A larger, emboldened conservative majority would have the power to upend decades of precedent to block a Democratic president and Congress from fulfilling their agenda.
President Donald Trump’s newest Supreme Court pick will offer conservatives an opportunity to start achieving a long-sought goal: chipping away at the vast administrative state that Americans have known since the New Deal.
The rightward shift could imperil much of the agenda of a potential Biden administration or a Democratic Congress, making it easier for the courts to block initiatives such as a “Green New Deal” or vast expansion of Medicare. The addition of a sixth conservative justice — expected to be Amy Coney Barrett — could provide the final ingredient needed for Republicans to restrict or reverse decades-old precedents that have protected a range of government programs from legal challenges, including regulations on health care, the environment, technology and the financial industry.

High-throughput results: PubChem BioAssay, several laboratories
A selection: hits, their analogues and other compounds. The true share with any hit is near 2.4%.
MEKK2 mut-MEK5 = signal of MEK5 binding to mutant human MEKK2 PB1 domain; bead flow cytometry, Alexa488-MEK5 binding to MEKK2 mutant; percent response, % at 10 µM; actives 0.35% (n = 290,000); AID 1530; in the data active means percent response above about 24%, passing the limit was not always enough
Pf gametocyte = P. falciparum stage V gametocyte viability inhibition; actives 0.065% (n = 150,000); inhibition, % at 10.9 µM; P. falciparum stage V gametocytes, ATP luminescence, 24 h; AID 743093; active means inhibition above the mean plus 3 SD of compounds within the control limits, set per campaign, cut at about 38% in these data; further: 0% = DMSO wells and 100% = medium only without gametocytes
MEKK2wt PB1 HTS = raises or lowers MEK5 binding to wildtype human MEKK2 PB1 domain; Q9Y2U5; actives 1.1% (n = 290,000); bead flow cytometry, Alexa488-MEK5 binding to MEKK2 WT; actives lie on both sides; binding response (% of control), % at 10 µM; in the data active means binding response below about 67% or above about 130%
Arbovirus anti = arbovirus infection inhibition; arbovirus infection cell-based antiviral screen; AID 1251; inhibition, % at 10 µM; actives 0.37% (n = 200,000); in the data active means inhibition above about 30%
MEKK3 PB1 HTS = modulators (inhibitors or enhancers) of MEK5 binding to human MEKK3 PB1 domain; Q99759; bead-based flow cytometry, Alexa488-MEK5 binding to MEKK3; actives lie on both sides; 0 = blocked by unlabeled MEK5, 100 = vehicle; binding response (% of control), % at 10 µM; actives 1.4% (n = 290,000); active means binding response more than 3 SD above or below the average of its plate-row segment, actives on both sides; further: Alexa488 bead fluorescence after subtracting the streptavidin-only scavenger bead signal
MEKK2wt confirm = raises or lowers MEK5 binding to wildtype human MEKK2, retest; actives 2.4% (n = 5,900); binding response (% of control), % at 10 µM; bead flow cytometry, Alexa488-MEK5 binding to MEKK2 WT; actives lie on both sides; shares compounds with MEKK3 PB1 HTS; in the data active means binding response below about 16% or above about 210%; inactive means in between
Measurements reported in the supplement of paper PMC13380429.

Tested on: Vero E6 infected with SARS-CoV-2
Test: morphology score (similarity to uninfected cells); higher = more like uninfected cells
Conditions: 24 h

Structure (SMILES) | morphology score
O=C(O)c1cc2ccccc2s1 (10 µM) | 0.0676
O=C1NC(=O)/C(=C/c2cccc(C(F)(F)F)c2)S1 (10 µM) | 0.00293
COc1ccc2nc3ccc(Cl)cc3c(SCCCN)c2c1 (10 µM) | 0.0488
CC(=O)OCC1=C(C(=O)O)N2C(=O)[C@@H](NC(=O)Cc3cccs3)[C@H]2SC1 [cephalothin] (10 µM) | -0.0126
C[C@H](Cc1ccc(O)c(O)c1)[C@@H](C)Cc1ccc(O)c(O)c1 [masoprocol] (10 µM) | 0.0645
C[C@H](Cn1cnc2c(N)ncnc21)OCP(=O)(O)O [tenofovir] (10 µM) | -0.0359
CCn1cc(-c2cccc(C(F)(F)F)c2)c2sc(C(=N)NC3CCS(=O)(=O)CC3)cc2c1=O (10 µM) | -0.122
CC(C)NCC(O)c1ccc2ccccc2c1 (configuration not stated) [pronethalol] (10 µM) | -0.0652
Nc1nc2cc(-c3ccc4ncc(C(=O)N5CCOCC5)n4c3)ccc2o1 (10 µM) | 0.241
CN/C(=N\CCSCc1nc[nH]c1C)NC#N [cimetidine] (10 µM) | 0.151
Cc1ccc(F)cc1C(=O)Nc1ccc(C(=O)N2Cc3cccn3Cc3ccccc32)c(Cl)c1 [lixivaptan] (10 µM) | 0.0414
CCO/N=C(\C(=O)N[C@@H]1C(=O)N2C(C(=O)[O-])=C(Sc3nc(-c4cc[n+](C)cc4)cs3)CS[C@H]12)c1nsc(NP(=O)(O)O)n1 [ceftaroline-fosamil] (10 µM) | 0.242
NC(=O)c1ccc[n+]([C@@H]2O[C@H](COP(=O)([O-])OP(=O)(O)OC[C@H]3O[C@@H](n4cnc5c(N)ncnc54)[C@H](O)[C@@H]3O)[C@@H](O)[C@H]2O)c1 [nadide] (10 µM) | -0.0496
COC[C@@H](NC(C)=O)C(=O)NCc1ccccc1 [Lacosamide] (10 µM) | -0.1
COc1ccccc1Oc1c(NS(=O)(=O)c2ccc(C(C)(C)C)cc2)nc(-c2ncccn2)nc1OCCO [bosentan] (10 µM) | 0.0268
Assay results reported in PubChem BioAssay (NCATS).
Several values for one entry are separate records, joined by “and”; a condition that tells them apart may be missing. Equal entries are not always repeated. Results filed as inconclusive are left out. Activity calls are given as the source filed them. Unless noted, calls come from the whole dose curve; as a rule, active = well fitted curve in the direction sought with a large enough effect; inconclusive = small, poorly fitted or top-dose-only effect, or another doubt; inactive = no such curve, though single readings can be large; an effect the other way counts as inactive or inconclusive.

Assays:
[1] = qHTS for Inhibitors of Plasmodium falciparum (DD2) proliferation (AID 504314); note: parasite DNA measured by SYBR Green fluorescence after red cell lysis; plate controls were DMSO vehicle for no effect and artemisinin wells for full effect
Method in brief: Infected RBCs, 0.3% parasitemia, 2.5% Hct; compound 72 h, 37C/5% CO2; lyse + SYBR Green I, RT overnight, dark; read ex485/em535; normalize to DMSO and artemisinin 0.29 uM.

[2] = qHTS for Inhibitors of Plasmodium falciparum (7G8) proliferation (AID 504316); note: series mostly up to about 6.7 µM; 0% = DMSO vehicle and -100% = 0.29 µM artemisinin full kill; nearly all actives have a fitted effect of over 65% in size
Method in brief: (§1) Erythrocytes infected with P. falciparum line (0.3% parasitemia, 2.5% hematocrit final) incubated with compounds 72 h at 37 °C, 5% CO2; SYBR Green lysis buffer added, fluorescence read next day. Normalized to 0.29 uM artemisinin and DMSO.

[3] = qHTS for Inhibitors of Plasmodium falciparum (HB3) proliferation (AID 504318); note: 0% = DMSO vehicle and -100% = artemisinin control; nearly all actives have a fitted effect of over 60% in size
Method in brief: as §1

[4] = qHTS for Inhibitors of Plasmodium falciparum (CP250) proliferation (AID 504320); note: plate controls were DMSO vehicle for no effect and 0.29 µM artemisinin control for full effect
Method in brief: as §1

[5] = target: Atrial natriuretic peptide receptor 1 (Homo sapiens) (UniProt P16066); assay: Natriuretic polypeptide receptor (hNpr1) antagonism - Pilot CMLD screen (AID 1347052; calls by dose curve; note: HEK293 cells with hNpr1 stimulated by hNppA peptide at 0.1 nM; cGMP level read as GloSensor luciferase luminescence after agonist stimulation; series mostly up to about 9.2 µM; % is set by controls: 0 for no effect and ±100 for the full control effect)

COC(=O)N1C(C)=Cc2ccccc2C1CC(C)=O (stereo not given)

Some of the right-leaning legal arguments needed to block aggressive government programs have been just a vote or two shy of prevailing on the Supreme Court in recent years. Barrett, now a federal appellate judge, has called on the court to be more ready to overturn its constitutional precedents.
Such a change would elate conservatives frustrated by Washington’s growing web of agencies and regulations — too often untethered, they say, from any specific directions from Congress. But liberals counter that long-abandoned legal theories shouldn’t block elected leaders and their appointees from meeting challenges and carrying out the will of the voters.